Abstract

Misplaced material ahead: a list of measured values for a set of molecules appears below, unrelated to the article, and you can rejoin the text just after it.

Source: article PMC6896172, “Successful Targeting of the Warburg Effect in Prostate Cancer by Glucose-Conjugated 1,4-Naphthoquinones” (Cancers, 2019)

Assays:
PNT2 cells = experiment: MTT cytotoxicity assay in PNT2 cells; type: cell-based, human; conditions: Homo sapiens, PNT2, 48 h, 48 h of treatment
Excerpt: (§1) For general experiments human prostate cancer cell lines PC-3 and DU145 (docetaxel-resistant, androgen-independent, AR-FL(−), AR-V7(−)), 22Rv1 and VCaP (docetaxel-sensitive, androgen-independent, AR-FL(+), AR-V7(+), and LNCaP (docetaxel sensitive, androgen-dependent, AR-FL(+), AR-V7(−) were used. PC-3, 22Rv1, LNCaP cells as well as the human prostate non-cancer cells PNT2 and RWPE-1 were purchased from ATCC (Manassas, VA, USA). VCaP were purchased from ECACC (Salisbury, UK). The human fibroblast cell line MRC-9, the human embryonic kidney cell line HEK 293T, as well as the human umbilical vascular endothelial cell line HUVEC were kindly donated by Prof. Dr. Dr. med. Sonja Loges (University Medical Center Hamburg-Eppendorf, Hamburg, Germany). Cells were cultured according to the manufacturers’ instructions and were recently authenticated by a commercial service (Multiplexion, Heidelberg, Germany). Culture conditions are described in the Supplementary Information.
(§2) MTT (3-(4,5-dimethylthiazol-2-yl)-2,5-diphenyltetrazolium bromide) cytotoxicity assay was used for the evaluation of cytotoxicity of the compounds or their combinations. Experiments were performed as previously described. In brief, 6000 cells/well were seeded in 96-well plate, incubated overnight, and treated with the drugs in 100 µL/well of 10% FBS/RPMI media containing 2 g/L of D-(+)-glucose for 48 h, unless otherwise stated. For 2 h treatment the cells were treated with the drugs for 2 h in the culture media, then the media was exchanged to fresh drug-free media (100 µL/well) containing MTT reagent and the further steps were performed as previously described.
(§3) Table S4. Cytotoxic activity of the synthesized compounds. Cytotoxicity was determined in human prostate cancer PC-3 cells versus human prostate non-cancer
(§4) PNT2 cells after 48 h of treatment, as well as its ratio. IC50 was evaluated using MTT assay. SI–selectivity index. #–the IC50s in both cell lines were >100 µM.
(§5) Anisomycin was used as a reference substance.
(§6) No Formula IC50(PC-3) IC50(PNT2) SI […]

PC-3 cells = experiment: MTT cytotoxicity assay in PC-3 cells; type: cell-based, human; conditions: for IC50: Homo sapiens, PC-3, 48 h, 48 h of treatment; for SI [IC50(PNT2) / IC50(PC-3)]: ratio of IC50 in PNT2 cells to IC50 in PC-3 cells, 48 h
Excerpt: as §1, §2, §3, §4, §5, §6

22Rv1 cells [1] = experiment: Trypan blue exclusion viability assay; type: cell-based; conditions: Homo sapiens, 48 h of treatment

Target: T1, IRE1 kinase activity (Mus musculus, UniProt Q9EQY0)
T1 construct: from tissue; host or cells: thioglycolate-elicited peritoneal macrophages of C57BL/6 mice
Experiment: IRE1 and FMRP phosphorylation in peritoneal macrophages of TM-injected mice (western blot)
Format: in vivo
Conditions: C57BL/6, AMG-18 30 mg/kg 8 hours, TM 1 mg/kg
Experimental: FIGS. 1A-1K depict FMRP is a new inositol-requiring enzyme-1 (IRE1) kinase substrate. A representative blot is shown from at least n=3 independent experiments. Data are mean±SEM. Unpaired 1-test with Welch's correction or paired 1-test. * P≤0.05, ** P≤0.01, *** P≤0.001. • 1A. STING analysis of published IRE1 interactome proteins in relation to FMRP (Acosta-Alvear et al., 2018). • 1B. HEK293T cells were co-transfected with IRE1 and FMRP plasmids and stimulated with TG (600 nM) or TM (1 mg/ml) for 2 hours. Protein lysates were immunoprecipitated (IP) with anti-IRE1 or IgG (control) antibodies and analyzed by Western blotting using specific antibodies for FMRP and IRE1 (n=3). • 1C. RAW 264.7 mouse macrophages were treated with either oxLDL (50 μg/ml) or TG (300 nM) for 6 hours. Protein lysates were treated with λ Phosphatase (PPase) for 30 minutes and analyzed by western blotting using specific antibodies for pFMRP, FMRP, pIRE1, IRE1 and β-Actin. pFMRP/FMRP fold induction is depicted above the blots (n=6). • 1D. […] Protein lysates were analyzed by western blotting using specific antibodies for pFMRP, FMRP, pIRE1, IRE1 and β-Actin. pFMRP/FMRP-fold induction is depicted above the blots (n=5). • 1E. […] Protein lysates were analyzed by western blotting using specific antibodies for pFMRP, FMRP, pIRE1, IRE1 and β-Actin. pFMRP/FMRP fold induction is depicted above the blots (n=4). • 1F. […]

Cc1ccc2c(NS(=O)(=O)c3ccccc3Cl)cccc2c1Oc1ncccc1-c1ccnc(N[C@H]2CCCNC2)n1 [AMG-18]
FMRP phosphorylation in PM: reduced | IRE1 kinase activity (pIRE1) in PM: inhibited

Two-group neutron diffusion theory has been applied to two concentric cylindrical regions representing borehole and formation to show that the ratio of thermal neutron flux at two appropriately large distances along the axis is virtually identical to the epithermal flux ratio, and is a measure of a single epithermal parameter of the formation, viz., the slowing down length. The slowing down length is most strongly dependent on hydrogen content. It is shown that variations in salinity of the liquid in the formation or the borehole and uncertainties in borehole size have relatively little effect on the flux ratio. Experiments in a borehole model showed that the thermal flux ratio does not depend on eccentricity of location of the logging tool in the borehole. Fits of theory to experiment allowed determination of slowing down lengths for Pu-Be neutrons in salt water filled sandstone at two porosities for which experimental values have not previously been available. These investigations suggest that an improved porosity log can be obtained by use of 70- and 90-cm source-detector spacings with a neutron source of 5 X 10 8 neutrons/sec or greater. Proportional counters containing He 3 are recommended as detectors. Such a system employing flux ratios is expected to be insensitive to casing and cement in cased holes.

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